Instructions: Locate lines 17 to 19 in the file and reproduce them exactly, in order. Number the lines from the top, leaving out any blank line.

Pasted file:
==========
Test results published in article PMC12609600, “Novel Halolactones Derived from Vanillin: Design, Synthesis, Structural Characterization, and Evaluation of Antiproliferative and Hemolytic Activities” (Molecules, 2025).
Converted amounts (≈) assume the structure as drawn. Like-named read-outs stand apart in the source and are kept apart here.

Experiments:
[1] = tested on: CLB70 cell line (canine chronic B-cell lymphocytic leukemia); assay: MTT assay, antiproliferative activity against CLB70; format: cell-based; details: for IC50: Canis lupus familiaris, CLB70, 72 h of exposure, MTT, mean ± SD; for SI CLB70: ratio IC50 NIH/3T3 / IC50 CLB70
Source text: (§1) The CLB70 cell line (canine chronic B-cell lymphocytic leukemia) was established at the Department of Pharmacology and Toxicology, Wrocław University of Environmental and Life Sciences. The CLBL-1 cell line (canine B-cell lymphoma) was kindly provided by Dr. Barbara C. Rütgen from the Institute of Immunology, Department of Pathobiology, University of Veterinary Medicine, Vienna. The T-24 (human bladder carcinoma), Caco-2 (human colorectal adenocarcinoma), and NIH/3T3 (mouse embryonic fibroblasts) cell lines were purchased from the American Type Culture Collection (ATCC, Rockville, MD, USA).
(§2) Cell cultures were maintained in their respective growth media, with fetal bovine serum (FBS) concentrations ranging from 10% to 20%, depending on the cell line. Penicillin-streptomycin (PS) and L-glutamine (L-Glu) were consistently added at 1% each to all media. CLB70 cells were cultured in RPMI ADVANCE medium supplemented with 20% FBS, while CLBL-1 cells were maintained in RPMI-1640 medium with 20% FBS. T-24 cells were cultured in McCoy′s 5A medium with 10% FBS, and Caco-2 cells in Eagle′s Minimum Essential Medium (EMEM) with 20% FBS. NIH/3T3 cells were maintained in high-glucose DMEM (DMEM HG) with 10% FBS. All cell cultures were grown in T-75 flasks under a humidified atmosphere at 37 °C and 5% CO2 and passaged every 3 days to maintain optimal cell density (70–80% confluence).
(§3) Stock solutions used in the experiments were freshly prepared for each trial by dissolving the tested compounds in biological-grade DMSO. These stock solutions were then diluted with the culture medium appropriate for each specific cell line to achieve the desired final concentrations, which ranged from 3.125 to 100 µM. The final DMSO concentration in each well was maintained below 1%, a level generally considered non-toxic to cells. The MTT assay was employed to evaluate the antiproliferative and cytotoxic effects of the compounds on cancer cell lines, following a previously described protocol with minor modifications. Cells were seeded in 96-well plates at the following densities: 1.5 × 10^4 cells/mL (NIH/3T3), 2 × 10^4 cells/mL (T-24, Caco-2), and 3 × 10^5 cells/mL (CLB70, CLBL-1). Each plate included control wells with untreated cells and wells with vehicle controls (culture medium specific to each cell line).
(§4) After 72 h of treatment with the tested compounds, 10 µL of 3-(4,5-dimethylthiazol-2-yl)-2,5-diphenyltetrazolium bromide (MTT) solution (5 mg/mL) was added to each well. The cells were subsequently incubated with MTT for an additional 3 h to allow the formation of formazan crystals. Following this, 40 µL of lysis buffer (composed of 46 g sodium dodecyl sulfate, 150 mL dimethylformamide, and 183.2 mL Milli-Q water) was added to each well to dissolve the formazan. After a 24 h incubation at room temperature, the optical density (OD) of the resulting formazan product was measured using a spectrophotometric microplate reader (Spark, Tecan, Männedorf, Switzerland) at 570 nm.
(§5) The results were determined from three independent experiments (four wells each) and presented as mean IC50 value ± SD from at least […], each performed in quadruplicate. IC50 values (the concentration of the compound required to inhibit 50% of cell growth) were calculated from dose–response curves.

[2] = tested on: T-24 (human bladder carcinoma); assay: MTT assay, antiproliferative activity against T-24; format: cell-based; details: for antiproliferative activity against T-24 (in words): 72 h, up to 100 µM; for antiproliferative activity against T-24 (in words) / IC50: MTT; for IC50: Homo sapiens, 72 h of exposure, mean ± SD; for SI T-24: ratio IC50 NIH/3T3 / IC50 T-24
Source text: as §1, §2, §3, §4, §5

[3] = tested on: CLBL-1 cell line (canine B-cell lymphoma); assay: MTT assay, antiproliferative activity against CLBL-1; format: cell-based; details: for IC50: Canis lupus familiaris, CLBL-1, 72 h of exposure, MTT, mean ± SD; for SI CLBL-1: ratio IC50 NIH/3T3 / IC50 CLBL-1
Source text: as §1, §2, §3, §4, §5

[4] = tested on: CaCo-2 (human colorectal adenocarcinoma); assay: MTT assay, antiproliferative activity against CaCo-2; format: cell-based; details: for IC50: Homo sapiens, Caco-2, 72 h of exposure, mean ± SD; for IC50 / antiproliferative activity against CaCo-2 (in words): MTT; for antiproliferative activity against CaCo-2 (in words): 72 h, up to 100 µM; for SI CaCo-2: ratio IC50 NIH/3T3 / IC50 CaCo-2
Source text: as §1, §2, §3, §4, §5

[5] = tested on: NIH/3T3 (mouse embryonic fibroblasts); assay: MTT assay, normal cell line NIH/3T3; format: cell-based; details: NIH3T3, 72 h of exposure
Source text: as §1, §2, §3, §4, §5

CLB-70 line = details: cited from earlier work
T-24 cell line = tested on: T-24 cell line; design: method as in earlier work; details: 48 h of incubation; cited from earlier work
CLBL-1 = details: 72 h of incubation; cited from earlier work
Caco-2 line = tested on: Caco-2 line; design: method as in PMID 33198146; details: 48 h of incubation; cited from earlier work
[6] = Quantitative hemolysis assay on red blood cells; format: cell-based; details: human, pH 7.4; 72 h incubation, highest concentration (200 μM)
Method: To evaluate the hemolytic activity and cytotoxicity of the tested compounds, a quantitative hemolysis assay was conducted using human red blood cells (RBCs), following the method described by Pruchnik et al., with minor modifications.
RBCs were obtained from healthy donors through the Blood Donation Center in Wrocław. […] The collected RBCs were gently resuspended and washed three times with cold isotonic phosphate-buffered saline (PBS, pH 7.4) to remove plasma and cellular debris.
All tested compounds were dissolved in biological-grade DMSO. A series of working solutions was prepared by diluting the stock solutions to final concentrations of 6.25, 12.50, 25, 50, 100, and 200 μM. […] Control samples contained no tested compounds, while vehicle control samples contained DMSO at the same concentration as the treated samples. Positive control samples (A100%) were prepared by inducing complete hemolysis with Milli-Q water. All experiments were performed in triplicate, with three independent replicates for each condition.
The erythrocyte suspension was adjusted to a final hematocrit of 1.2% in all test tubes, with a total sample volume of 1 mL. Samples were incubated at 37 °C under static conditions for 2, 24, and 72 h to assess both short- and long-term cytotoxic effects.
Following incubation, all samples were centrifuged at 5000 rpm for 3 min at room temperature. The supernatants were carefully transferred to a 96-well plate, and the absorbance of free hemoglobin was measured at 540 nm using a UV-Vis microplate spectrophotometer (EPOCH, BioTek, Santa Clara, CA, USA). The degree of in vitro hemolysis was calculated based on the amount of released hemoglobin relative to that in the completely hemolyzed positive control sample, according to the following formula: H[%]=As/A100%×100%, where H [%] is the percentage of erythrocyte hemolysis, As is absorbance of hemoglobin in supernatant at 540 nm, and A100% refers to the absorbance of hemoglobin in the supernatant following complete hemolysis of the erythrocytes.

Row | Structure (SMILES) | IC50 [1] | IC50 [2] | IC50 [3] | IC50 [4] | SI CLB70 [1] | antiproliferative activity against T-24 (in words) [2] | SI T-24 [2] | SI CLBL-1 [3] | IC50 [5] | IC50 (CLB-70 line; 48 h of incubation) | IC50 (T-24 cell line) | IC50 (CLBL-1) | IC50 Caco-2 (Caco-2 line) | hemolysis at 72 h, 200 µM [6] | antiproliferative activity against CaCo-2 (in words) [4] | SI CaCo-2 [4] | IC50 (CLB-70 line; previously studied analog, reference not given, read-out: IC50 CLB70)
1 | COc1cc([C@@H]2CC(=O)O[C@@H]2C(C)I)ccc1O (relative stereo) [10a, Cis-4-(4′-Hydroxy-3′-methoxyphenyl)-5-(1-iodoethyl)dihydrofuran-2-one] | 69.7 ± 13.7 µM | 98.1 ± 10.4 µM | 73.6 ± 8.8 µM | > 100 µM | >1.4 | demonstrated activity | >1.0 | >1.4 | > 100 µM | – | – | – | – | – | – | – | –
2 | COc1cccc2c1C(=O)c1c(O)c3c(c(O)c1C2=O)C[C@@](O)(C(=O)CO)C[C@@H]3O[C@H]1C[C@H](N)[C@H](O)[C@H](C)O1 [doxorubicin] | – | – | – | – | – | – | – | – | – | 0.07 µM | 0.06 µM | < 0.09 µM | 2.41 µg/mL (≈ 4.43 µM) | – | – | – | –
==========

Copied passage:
Source text: as §1, §2, §3, §4, §5

CLB-70 line = details: cited from earlier work
T-24 cell line = tested on: T-24 cell line; design: method as in earlier work; details: 48 h of incubation; cited from earlier work